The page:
We need more studies like the Carter study that appears in this issue of Pediatrics. As pediatricians interested in evidence-based prevention, and, more important, as pediatricians allied with our patients and their families in the effort to optimize the health and development of every American child, we should look to Washington to reinvigorate research efforts to reduce the terrible toll that firearms take on American children and their families and communities.
- Accepted May 17, 2013.
- Address correspondence to Robert D. Sege, MD, PhD, Division of Family and Child Advocacy, Boston Medical Center, 850 Harrison Ave, Dowling 3 South, Boston, MA 02118. E-mail:
Opinions expressed in these commentaries are those of the author and not necessarily those of the American Academy of Pediatrics or its Committees.
FINANCIAL DISCLOSURE: The author has indicated he has no financial relationships relevant to this article to disclose.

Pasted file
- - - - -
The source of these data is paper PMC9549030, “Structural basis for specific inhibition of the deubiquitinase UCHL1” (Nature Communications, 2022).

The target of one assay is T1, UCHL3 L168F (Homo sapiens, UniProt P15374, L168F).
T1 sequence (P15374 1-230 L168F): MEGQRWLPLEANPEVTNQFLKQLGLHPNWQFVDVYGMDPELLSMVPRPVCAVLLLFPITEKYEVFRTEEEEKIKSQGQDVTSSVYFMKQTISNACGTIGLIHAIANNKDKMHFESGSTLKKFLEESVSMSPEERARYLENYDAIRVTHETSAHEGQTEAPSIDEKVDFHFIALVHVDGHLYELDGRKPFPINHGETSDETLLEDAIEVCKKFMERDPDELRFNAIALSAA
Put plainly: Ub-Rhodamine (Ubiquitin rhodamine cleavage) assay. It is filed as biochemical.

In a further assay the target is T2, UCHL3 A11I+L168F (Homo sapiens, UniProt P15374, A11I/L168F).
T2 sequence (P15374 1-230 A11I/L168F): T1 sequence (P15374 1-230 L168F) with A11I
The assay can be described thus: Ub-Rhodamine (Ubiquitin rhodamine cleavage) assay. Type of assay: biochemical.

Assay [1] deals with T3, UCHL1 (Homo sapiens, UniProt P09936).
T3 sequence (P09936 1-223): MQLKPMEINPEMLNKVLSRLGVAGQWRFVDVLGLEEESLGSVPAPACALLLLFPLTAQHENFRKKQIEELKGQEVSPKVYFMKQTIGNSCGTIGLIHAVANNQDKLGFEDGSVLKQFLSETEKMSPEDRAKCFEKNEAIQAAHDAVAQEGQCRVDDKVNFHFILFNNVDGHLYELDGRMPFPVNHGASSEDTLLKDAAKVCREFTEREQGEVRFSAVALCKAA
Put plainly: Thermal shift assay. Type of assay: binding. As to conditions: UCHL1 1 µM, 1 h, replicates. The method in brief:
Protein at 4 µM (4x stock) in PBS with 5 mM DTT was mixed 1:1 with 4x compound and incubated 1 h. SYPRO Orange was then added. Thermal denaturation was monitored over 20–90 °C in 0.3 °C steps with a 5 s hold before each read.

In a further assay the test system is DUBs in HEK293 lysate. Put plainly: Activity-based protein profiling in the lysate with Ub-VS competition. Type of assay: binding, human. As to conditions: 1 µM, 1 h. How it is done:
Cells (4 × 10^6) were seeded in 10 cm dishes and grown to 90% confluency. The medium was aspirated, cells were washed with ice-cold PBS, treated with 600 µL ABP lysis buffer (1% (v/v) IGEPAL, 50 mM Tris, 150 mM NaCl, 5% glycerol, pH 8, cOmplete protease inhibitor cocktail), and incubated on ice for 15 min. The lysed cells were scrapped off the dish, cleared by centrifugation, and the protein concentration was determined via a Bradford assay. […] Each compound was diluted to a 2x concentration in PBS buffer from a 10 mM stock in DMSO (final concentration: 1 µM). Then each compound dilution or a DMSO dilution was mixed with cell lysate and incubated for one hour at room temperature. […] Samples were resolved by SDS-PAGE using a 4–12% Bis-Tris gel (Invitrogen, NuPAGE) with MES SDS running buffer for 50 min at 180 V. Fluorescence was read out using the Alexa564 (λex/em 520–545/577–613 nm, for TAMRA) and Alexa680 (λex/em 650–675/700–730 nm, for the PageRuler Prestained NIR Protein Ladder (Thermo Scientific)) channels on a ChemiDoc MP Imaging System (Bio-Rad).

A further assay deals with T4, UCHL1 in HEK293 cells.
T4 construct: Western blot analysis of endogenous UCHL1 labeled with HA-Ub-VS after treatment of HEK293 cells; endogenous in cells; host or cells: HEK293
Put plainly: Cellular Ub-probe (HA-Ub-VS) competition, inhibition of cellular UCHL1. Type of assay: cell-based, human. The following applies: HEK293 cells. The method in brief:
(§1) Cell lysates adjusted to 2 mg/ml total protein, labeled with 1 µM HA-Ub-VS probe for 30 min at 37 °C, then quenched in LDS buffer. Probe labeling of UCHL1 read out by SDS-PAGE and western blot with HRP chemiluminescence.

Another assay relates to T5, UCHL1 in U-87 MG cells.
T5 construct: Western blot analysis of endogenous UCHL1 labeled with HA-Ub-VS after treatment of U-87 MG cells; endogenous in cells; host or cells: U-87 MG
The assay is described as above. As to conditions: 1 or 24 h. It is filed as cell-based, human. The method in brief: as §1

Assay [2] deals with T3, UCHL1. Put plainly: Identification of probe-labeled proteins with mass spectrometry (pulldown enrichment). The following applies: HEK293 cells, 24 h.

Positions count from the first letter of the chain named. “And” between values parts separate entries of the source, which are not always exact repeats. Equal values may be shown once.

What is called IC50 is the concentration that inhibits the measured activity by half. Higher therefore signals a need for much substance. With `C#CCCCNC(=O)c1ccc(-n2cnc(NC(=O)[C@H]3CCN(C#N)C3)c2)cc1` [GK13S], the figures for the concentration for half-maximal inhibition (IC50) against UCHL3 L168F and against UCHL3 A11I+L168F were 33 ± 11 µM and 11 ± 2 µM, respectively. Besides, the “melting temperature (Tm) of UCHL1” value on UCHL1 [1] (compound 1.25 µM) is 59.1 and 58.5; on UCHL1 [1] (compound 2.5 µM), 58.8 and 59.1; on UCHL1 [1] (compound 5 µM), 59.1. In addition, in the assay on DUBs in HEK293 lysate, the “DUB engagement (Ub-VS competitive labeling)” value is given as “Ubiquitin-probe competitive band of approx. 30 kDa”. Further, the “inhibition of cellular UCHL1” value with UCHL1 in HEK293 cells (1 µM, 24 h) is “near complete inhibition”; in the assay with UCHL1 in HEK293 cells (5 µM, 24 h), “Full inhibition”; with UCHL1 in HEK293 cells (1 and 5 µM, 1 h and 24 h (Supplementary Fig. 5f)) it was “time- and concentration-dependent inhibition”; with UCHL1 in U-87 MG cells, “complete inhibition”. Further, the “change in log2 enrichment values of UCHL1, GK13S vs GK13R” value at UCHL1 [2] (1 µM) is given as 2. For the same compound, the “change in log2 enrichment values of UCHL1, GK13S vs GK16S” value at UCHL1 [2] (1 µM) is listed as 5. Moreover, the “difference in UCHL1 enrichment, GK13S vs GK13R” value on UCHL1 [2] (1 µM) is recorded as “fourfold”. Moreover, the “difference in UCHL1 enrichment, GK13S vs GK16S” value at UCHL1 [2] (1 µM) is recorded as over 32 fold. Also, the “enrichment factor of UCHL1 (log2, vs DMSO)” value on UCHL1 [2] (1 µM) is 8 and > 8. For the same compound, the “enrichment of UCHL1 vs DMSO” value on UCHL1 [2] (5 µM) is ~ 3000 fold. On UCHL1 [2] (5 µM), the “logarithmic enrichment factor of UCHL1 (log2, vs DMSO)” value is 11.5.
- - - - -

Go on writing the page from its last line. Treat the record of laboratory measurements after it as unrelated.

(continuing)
FUNDING: No external funding.
COMPANION PAPER: A companion to this article can be found on page 213, and online at www.pediatrics.org/cgi/doi/10.1542/peds.2013-0163.
- ↵US Centers for Disease Control and Prevention. Web-based Injury Surveillance Query and Reporting System. Available at: www.cdc.gov/injury/wisqars/fatal.html. Accessed May 13, 2013
- Carter PM,
- Walton MA,
- Newton MF,
- et al
- Dowd MD,
- Sege RD
- ↵Omnibus Consolidated Appropriates Act. Public Law 104-208, September 30, 1996. Available at www.gpo.gov/fdsys/pkg/PLAW-104publ208/pdf/PLAW-104publ208.pdf. Accessed May 13, 2013
- ↵Mayors Against Illegal Guns. Access Denied: How the Gun Industry Is Depriving Police, Policy Makers, and the Public of the Data We Need to Prevent Gun Violence. Washington, DC; January 2103. Available at: http://libcloud.s3.amazonaws.com/9/c1/6/1017/3/access_denied.pdf. Accessed June 10, 2013
- Copyright © 2013 by the American Academy of Pediatrics